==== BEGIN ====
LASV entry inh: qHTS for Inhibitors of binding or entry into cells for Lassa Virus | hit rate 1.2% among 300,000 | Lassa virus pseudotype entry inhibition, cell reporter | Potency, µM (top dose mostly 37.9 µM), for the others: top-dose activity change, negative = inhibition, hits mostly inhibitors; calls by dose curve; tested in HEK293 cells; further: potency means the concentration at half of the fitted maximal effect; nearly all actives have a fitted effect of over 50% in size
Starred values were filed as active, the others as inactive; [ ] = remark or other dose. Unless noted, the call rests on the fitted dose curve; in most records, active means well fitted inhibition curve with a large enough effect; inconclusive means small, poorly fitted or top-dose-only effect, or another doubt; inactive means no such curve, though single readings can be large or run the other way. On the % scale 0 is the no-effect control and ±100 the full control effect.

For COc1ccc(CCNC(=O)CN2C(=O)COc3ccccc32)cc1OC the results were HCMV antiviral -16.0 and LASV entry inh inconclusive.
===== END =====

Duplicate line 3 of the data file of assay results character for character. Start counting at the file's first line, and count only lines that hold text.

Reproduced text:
For COc1ccc(CCNC(=O)CN2C(=O)COc3ccccc32)cc1OC the results were HCMV antiviral -16.0 and LASV entry inh inconclusive.